Abtin Shahkarami

Abtin received both his Bachelor and Master degrees from the University of Tehran in Computer Science and Multimedia Systems, respectively. In 2017 he was awarded “Top inventor of the University of Tehran” for creating a speech recognition device for the Persian language called “Ravannevis”. In addition he got the first-rank student in the Master’s level.

Abtin’s Master’s thesis was in the area of configuring topology of classifiers in real-time large-scale stream mining systems, an area where he hold a publicationin the prestigeous Springer Nature Journal.

Prior to joining Telecom Paristech,.Abtin worked as a research assistant at the Goethe University (Frankfurt, Germany).
In his free time Abtin is a passionate fan of learning, innovating, and swimming.

 

Publications:

Emailabtin.shahkarami@telecom-paris.fr

LinkedIn

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Abtin’s Blog – the home of his blog is here

Abtin’s Website

A short video by Abtin about his hometown Teheran

(Video in French with English subtitles)

State-of-play: Update on Vinod’s’s research in FONTE

  • Capacity limits of NFDM optical fibre networks
    The demand for information traffic has risen significantly in recent years, led to the so -called “Capacity Crunch” in optical fiber. Nonlinear Frequency Division Multiplexing (N FDM) has been proposed to solve this problem. This method enhances the Wavelength Division Multiplexing (WDM) by replacing the Fourier Transform with the Nonlinear Fourier Transform (NFT). The NFT is based on the key observation that there is a linear oper ator associated with the propagation equation whose spectrum is invariant during propagation. Problematically, the state-of-the-art NFT implementation takes ?(?log2?), where N is the number of signal samples. This makes it difficult, in multi-user nonlinear optical fiber communication, to carry out both nonlinear modulation and multiplexing. A variety of approaches has been proposed to enhance NFDM to address this problem. We, however, consider a machine learning approach to tackle the nonlinearity problem in optical fiber communication. Two different scenarios of learning the optical fiber communication channel using deep neural networks were performed in the past year. This approach provided a considerable run -time gain while maintaining acceptable accuracy. However, despite the fact that we received a guarantee from the results that the architecture is free of overfitting, we discerned that this approach might not be able to generalize well to the system variations. In view of this, we ruminated about a deep learning-based approach for optical fiber communication that is more environment-independent. Towards this, we came up with a series of theories that cast light on a novel and promising approach to strengthening the sequence of symbols at the transmitter against error throughout the channel. This approach is based on deep representation learning and feature transfer. In this document, we will elaborate on these discussions. (from: FONTE Deliverable D4.3)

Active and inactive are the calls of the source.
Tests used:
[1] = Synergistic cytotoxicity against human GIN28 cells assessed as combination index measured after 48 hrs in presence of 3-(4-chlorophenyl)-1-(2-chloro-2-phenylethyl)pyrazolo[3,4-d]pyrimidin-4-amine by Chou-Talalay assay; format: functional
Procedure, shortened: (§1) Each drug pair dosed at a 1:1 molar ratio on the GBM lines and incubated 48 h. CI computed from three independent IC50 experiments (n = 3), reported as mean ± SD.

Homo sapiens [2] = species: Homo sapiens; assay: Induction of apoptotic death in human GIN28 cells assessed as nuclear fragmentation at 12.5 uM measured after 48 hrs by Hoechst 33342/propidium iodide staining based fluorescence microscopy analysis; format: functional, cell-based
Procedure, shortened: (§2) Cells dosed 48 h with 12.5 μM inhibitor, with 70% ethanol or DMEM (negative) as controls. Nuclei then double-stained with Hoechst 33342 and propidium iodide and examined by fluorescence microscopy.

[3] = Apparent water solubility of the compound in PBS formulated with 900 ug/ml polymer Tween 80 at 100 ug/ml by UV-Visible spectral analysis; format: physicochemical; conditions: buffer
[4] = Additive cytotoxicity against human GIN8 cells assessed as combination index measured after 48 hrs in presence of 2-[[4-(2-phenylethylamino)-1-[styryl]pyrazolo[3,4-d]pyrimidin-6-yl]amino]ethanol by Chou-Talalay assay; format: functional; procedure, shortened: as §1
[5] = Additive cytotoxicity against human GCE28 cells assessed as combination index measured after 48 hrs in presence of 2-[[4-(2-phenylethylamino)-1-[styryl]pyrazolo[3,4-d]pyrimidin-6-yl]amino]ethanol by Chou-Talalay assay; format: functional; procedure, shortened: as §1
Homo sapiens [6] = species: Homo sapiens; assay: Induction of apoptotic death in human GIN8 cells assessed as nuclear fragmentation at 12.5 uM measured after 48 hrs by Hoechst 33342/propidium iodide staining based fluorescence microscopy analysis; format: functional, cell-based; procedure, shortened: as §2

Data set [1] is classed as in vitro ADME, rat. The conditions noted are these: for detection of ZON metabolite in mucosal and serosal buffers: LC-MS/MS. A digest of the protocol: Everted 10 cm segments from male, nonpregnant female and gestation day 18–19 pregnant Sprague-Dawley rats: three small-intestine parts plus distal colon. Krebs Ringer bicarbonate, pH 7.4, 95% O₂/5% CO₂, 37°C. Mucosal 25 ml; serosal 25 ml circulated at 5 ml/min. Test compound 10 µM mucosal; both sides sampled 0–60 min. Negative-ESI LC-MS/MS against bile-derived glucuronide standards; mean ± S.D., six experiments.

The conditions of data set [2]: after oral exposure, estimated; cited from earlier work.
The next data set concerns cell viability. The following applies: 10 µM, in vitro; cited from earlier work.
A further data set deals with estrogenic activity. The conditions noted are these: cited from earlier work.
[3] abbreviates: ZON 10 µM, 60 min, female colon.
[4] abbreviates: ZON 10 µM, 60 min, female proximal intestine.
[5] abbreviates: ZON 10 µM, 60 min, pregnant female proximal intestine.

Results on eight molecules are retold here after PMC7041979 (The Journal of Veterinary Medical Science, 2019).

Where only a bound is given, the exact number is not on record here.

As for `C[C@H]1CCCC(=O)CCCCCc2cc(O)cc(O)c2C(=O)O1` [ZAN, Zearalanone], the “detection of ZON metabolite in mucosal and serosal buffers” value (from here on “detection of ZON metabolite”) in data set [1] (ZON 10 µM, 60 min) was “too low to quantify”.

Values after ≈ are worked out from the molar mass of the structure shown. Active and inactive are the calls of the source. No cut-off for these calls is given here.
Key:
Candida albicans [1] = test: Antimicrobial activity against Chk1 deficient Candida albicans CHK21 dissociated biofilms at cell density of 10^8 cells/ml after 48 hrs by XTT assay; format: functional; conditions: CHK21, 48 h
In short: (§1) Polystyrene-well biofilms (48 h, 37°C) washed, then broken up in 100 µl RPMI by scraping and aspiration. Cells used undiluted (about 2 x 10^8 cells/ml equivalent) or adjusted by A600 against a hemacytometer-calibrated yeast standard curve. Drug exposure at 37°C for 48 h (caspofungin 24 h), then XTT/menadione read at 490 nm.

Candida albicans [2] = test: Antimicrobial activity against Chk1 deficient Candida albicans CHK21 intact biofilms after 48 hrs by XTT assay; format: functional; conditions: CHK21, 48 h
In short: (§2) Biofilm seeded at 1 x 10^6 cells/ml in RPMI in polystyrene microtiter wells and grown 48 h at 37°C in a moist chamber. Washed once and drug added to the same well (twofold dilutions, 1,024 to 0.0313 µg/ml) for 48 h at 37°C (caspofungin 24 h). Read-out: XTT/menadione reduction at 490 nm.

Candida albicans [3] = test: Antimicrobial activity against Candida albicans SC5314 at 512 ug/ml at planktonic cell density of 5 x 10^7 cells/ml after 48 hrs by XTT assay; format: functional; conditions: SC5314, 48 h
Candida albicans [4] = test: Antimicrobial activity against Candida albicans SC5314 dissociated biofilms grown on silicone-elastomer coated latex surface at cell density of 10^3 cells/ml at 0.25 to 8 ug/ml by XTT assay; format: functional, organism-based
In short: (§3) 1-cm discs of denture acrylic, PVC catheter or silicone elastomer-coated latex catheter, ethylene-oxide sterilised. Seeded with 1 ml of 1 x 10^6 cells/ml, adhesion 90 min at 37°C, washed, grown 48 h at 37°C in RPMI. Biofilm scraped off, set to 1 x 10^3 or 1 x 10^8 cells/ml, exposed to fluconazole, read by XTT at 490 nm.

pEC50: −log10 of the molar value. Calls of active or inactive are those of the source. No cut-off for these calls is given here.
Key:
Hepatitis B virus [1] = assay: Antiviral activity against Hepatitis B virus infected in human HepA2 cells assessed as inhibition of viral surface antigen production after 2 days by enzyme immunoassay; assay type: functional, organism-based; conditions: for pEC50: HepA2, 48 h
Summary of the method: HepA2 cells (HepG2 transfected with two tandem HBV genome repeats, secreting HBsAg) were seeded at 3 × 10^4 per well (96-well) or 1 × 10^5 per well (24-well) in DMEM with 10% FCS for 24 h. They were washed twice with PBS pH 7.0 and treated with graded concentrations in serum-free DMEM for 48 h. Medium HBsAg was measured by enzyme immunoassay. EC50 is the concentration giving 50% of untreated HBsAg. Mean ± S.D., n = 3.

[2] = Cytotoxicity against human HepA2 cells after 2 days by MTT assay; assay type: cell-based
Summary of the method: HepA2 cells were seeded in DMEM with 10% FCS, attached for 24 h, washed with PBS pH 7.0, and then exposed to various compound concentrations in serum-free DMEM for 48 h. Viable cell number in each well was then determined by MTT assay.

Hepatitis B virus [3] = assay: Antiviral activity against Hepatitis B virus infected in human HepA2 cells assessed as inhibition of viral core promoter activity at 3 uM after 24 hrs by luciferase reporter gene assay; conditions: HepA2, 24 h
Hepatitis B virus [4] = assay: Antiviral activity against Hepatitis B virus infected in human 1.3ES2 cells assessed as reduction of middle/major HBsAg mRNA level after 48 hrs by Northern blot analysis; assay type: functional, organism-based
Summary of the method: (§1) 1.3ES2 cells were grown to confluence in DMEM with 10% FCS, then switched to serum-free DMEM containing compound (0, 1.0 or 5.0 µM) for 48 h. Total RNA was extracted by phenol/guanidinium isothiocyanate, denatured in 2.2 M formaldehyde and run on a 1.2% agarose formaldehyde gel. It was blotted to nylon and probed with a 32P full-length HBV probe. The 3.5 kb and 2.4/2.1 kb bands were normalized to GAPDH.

• Multi-user communication and information theory
    Nonlinear frequency-division multiplexing (NFDM) has been introduced to address nonlinearity in optical fiber communication. This approach is a signal multiplexing scheme based on the nonlinear Fourier transform (NFT). Problematically, the computational complexity of the inverse nonlinear Fourier transform (NFT), typically conducted by integral equations, is high. This makes it hard, in multi -user nonlinear optical fiber communication, to perform both nonlinear modulation and multiplexing. A varie ty of approaches has been proposed to enhance NFDM to address this problem. We, however, consider a machine learning approach to tackle the nonlinearity problem in optical fiber communication. An end to end communication system was simulated. The equalizer at the receiver, which was based on Backpropagation (BP) algorithm, was targeted to be optimized, as BP has high complexity. A neural network (NN) was succeeded to be devised that approximates the high-complexity BP, with the accuracy of 99.9% in noiseless condition, while having 87.3% lower complexity. This NN equalizer also works well in noisy environments. In this article, after providing a brief background on machine learning and neural networks, we elaborate on this NN equalizer and analyse the results. We also discuss how machine learning can enhance the achievable information rate of fiber-optic communication systems by reducing the receiver complexity. (from: FONTE Deliverable D4.2)

 

  • Principles of linear and nonlinear frequency-division multiplexing
    Wavelength-division multiplexing (WDM) and nonlinear frequency-division multiplexing (NFDM) are the two multiplexing schemes for optical fiber communication. In WDM, which is the same as linear frequency-division multiplexing (FDM) in radio communication systems, user’s signals are linearly multiplexed in the frequency domain. However, in nonlinear channels, such as optical fibers, linear multiplexing causes interactions. To address this, NFDM has been proposed. In NFDM, which is based on the nonlinear Fourier transform (NFT), users’ signals are multiplexed in the nonlinear Fourier domain and propagate independently in a lossless noiseless optical fiber modeled by the nonlinear Schrödinger (NLS) equation. In light of recent notable progress in these schemes, ever-increasing attention has been attracted to this area. In this report, mathematical principles underlying modulation and multiplexing in linear and nonlinear communication systems are reviewed.(from: FONTE Deliverable D4.1)